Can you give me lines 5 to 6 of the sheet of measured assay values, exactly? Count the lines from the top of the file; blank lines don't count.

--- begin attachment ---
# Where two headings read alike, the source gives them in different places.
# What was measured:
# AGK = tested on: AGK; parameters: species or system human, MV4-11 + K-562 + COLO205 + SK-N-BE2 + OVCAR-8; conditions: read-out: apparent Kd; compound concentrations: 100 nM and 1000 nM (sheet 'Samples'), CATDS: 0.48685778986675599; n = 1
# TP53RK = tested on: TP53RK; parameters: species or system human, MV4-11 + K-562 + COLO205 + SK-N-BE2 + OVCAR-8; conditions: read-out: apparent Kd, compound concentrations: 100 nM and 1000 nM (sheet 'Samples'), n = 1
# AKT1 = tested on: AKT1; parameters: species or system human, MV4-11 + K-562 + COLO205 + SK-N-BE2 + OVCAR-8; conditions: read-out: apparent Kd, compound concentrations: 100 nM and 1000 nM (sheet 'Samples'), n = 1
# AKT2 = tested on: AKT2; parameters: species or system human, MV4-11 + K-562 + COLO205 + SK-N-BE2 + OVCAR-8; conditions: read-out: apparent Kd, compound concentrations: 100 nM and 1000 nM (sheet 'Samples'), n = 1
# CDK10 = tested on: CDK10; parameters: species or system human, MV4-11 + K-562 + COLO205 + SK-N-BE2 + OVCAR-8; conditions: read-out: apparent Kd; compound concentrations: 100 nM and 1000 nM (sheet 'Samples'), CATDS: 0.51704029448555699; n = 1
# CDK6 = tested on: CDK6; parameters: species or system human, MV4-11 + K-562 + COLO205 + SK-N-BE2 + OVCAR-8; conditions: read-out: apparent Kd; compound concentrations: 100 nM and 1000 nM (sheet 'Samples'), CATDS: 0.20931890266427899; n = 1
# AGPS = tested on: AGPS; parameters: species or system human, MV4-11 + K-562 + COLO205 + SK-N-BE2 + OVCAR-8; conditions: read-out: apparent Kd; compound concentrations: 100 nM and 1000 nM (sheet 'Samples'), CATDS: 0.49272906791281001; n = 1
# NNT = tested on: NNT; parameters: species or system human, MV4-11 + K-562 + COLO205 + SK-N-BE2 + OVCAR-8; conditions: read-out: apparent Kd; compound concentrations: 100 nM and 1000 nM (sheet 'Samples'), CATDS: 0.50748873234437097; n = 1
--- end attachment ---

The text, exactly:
# AKT1 = tested on: AKT1; parameters: species or system human, MV4-11 + K-562 + COLO205 + SK-N-BE2 + OVCAR-8; conditions: read-out: apparent Kd, compound concentrations: 100 nM and 1000 nM (sheet 'Samples'), n = 1
# AKT2 = tested on: AKT2; parameters: species or system human, MV4-11 + K-562 + COLO205 + SK-N-BE2 + OVCAR-8; conditions: read-out: apparent Kd, compound concentrations: 100 nM and 1000 nM (sheet 'Samples'), n = 1